Lisa Hannam
Lisa Hannam

Here’s why I’ve become a vitamin junkie

I never used to be this way. I would psshaw even the odd multivitamin and say that I get all I need from my diet – and there are a lot of experts and research that support that. But since working at Glow, interviewing dietitians, health researchers and the makers of supplements, who always come armed with their own third-party research, my tune has changed. Now I’ve become a multivitamin junkie.

One Sunday morning as I was prepping my vitamins and supplements for the day, I wondered if all the pills were too many. I posted a photo to Instagram of my multi (fill in any dietary gaps), iron (my doctor told me I was low), krill (for minor joint pain) and vitamin C (just in case for cold season), asking my followers what they took as a check-in for myself. I was expecting people to say they don’t take anything and to shame me out of my new obsession. But instead they just shared the supplements they’re taking, along with a few reasons why.

Since then I’ve added magnesium and vitamin B6 (limiting this to just 100 mg because I may get some from food and too much for too long can cause nerve damage). My period has been getting wonkier since I was 35. And even though my doctor told me everything was normal and healthy after a blood test and an ultrasound, I started reading about short luteal phases (the second half of your period). And it seems to be working. I’m back to my regular 28-day schedule, and experiencing less PMS symptoms.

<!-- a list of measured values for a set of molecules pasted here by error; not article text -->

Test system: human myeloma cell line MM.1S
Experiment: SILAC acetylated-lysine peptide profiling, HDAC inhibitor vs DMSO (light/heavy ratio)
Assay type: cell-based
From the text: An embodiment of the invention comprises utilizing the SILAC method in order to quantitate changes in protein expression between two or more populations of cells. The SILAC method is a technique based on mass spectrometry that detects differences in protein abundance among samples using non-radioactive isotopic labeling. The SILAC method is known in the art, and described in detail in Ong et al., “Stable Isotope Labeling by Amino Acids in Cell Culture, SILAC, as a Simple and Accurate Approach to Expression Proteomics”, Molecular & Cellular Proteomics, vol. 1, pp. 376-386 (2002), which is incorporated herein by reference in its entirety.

vitamin-drip-miley-cyrusMyley Cyrus’ Vitamin Drip selfie

I’m obviously a convert now. So when I had the opportunity to chat with a nurse from the Adelaide Health Clinic in Toronto about Vitamin Drip, I went for it. It’s basically an IV for vitamins. You may remember Rihanna, Cara Delevingne and Miley Cyrus Instagramming their drips. Here’s what I learned.

  • My diet is A-okay. And because of that, I don’t need the trace minerals a multi-vitamin provides.
  • To stick with the dose of B6 that I’m already taking and not to go higher.
  • Keep taking krill and iron, as per my doctor’s recommendations.
  • Change my magnesium to a calcium-magnesium combo (or at least take them together). They are competing nutrients that need to be digested simultaneously.

I was offered to try a customized Vitamin Drip treatment. Because of my healthy lifestyle and diet, I wasn’t lacking anything specific. I could get a general immune-boosting drip for the winter, but as someone known to faint with needles, I left without trying it.